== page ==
A couple of weeks ago, I spent a weekend with a charming young lady named Sabria. She’s taken with a bird that I’m very fond of myself.
My name is Sabria and my favorite bird is the Blue Jay because it has a crest and it’s like meaning “I’m the ruler of the world!”You’d think Blue Jays would be satisfied with how gorgeous and intelligent they are, but their spunkiness is also beyond compare, and that jaunty little crest somehow accentuates their attitude, making them indeed seem to proclaim that they are the rulers of the world. When a jay is squawking its head off, you can bet money that its crest will be fully erect. But when a jay is physically crestfallen, it’s not literally so. Merriam-Webster defines crestfallen as dejected, sad, or disappointed, but when a jay’s crest is down, it’s sharing a convivial meal with flock mates, enjoying a tender moment with its mate, or spending time with its young. That lowered crest for a Blue Jay indicates that it’s happy and contented. I suspect the bird that inspired the dictionary meaning of the word crestfallen was the rooster—those lower in the barnyard pecking order do tend to have droopy crests and are probably dejected, sad, or disappointed about their station in life.
Our good old Blue Jay is the only New World jay exhibiting latitudinal migration—some jays in the mountains do exhibit altitudinal migration, but otherwise, American jays like to stay put. Blue Jays can be found throughout their range year-round, yet we can also observe major migration movements every spring and fall. I don’t think Blue Jays chose a migration strategy specifically to bewilder ornithologists, but then again, maybe they did. Virtually everything about Blue Jay migration is poorly understood. We know that some individuals are usually present year-round throughout the range and that at least some individuals depart during spring throughout the range, except from peninsular Florida and the Gulf Coast. We also know that some jays that leave an area in autumn may be replaced by those migrating from farther north, but many jays are resident year-round; the proportion that migrates is probably not >20% of the population even in northern parts of the range. On good autumn days at Hawk Ridge, counters can count over a thousand, but no one knows where they came from or where they’re headed. It’s mystifying how or why such a conspicuous bird could keep so much of its life secret. Here in Duluth, I seem to see the most spring flocks moving in mid-May, but after going weeks without seeing one in my own neighborhood, I started seeing and hearing at least a couple last week.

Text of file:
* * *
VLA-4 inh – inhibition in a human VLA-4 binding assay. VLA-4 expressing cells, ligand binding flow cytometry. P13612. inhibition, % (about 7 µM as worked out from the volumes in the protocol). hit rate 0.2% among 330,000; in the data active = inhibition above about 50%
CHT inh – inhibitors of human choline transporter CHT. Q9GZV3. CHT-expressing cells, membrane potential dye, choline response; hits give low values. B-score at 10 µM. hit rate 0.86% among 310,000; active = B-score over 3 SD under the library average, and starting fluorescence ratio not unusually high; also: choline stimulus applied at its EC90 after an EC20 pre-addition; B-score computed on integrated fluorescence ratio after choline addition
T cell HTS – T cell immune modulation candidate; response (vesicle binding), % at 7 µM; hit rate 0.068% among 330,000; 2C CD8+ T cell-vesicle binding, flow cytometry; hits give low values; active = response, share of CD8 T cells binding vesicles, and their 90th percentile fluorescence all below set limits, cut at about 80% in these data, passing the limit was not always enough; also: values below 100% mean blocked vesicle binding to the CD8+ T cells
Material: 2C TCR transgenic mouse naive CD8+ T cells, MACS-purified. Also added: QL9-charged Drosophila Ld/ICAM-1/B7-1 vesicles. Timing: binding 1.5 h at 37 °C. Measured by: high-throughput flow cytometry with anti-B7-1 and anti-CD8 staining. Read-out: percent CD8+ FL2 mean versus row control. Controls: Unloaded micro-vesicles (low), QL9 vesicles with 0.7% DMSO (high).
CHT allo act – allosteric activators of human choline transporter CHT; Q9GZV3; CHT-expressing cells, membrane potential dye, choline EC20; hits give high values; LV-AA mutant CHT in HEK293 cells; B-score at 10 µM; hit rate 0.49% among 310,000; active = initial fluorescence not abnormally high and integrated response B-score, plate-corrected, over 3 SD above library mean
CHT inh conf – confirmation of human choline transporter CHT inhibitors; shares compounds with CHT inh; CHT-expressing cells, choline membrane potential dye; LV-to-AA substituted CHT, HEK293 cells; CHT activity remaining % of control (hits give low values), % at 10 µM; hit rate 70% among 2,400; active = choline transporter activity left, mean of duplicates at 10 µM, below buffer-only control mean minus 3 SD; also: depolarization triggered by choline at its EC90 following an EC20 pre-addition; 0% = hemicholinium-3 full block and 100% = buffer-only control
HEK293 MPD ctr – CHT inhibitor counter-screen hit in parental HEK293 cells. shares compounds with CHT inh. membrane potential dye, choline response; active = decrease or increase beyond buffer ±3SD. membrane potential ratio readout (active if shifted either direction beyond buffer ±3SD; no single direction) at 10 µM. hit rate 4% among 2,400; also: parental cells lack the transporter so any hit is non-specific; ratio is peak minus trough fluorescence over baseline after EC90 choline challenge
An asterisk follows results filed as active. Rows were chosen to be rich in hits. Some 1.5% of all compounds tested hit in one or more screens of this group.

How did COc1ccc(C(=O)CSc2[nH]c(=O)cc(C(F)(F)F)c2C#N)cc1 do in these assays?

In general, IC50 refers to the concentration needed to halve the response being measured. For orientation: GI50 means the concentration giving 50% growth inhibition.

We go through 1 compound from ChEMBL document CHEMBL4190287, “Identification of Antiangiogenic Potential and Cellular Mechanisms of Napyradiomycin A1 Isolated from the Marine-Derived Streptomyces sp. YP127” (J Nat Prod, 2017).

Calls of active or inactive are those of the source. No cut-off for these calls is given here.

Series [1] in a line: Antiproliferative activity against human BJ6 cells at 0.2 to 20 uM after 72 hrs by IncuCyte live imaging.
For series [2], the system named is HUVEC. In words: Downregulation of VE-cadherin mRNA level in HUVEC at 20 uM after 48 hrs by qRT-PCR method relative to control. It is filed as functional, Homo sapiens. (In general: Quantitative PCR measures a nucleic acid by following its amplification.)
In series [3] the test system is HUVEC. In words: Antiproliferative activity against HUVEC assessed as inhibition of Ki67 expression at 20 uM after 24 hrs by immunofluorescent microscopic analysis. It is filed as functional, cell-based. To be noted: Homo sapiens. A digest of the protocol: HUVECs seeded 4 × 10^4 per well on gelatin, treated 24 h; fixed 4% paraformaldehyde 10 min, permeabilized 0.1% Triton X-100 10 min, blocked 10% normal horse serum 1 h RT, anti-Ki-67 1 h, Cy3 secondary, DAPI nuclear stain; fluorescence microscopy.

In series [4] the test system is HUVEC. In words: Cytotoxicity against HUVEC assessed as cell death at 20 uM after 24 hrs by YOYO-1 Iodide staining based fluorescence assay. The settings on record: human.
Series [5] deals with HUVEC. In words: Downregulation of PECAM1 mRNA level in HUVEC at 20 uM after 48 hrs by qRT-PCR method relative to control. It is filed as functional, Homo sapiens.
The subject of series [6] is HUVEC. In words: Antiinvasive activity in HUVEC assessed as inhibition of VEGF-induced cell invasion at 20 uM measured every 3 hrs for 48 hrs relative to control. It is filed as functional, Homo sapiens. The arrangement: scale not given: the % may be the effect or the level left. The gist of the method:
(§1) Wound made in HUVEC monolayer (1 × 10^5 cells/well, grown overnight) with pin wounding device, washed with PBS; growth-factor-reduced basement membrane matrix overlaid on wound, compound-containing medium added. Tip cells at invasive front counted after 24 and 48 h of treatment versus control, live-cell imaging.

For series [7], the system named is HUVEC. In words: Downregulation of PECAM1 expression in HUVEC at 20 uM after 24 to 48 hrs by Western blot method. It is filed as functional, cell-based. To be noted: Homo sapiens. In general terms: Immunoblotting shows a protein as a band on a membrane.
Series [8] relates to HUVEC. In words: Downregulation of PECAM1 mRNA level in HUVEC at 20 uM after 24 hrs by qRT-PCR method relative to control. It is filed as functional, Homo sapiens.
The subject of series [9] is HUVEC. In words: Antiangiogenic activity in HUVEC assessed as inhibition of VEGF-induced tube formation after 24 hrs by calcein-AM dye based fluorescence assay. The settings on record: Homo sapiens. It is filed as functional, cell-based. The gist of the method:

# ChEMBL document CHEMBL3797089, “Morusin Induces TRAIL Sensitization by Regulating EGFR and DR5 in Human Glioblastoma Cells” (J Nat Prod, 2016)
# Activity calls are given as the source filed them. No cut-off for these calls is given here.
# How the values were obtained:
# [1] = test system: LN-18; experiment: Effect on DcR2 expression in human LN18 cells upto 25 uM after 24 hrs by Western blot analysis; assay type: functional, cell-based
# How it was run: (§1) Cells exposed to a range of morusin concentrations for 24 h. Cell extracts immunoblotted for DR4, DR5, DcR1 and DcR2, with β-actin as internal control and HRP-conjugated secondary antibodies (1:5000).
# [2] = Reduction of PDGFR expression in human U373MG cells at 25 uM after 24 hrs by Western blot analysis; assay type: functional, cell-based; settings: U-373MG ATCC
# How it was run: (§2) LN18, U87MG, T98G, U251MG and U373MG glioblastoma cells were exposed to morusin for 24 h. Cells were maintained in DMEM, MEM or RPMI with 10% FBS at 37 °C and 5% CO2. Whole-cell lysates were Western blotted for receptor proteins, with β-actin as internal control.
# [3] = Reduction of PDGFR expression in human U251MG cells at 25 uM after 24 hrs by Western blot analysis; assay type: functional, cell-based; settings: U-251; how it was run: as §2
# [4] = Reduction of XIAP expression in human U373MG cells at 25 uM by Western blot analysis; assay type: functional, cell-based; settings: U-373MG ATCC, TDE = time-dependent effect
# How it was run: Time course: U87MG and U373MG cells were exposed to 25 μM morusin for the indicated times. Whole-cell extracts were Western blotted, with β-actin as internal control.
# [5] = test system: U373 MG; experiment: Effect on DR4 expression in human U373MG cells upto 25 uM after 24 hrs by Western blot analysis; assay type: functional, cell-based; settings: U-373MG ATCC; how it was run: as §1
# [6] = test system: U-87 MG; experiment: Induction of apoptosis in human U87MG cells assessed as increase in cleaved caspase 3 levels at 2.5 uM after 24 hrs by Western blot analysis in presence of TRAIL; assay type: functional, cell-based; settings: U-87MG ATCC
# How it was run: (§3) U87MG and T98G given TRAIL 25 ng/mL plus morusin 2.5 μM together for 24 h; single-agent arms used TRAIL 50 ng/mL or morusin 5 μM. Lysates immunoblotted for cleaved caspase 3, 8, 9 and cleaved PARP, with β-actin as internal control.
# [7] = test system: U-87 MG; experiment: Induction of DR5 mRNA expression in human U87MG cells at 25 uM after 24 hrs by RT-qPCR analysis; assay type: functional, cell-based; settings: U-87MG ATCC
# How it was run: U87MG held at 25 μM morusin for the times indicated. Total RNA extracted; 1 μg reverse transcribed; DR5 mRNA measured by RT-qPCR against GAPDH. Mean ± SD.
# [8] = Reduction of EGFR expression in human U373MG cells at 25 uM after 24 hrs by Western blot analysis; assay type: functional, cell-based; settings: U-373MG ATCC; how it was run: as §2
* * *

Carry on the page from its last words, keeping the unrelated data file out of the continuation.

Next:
Older bird books often mention that Blue Jays usually or often build a false nest before getting down to business, but this is almost certainly only when they feel that the first nest was in jeopardy—when a cat briefly climbed one tree where jays had been busily constructing a nest, they immediately abandoned it. It’s quite likely that the people reporting false nests were the very ones who made the jays move to a new nest site.
Blue Jays almost definitely nest only once per season unless something destroys their first eggs or young. Some observers have claimed that Blue Jays renest once or twice in a season, but there is absolutely no documentation that a pair has ever started a new nest after rearing young that fledged successfully. Jays stay together as a family unit for a month or longer after the chicks fledge, keeping the parents plenty busy without starting a whole new brood. Teaching one to five young birds how to raise a ruckus and yell convincingly that they’re king of the world takes time and work. My friend Sabria sure picked a cool favorite bird.